Hampton Court Flower Show 2013: My Top 10 Plants

Like a horticultural fashion show, Britain’s flower shows provide the launch pad for new ideas in gardening and the latest introductions from breeders and plant hunters.

The Hampton Court Palace Flower Show is the world’s biggest, and after Chelsea one of the most prestigious. Unlike Chelsea, exhibitors can sell their wares direct to the general public, making it one of the biggest plant buying opportunities of the year. With up to 70,000 visitors each day, this must be pretty lucrative and a good way of mitigating the high cost of staging an exhibit.

In my humble opinion this year’s show was a classic – great weather, intriguing conceptual gardens and classy summer gardens, topped off by some top notch exhibits in the floral marquee. The addition of a separate marquee for roses and floral art was inspired and offered visitors something new and original to enjoy.

My top 10 show plants this year have an unashamedly tropical bias. I’m loving hot colours and lush leaves in both gardens at the moment and was on the hunt for new additions to my burgeoning plant collection.

First to catch my eye on Tynings Cimbers‘ stand was Thunbergia gregorii, a giant, tangerine-flowered beauty with equally attractive hairy buds. Alas it doesn’t photograph particularly well, but what a stunning plant.

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1. Thunbergia gregorii

The plants on Hewitt-Cooper Carnivorous Plants‘ gold medal winning exhibit illicited strong reactions from showgoers. Carnivorous plants are not everyone’s cup of tea, but I’m always surprised by the delicacy of their flowers compared to their fearsome pitchers and sticky flytraps. Demure and nodding, the blooms of Heliamphora elongata from Venezuela were as pretty as any alpine, placing it firmly in my top 10.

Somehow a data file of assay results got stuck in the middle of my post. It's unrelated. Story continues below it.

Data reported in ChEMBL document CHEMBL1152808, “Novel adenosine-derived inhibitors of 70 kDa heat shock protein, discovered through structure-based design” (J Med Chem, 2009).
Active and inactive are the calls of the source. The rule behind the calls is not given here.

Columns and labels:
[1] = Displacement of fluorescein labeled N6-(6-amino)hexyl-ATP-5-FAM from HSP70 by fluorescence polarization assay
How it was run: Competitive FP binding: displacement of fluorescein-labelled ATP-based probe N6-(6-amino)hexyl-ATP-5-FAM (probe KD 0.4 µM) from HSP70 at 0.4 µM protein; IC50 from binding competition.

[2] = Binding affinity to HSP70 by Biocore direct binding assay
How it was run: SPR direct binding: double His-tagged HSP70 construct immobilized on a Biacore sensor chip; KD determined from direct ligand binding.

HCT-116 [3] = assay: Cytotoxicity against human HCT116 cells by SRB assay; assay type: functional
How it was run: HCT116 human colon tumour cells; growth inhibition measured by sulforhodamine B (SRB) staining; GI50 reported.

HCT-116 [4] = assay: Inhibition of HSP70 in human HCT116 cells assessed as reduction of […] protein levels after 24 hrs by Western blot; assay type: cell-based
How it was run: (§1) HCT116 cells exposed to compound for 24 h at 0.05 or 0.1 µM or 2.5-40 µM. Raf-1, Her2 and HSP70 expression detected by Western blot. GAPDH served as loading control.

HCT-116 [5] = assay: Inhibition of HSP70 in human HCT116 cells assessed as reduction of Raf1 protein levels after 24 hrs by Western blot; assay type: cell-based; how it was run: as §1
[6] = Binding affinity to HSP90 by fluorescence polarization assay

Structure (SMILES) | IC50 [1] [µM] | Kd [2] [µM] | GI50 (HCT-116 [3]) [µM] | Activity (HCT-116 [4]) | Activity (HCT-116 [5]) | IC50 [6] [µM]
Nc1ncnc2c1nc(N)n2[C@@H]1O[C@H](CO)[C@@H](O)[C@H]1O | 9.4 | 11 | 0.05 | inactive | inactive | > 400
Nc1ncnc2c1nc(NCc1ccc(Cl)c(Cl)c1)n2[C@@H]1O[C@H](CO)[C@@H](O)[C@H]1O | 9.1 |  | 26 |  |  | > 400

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2. Heliamphora elongata

Norfolk-based Amulree Exotics payed homage to history’s great plant collectors with their jungle-like collection of foliage plants. Brightening up one corner was a large specimen of Erythina crista-galli, the cockspur coral tree from South America. Sadly not hardy outdoors in the UK, but according to the RHS it will get through the winter in a unheated greenhouse, or outside in very mild parts of the country.

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3. Erythina crista-galli

One of the obvious plants of the moment was violet-blue Salvia ‘Amistad’, closely followed by magenta S. ‘Wendy’s Wish’. These are both touted as hardy perennials, although I suspect they’d prefer a bit of winter protection. Tall and flowering from May to October above glossy green foliage, they are drought tolerant and attractive to bees. Judging by how many I saw poking out of bags and trolleys during the day, these salvias will be gracing many a garden this summer. Try Hayloft Plants if you’d like to track this beauty down.

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4. Salvia ‘Amistad’, (meaning friendship in Spanish)

At number five, a lily that could make an interesting companion for Salvia ‘Amistad’, Lilium ‘Tiger Babies’ from Avon Bulbs. Orange, rust, peach and coral-coloured flowers again played a big part in Hampton Court’s show gardens. Bred 30 years ago by an Amercian called Judith Freeman, L. ‘Tiger Babies’ combines peach petals and a darker throat with a scattering of fine russet spots. Those of you who don’t like the scent of lilies will also be happy to know that L. ‘Tiger Babies’ has a lighter, more delicate fragrance than most hybrids.

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5. Lilium ‘Tiger Babies’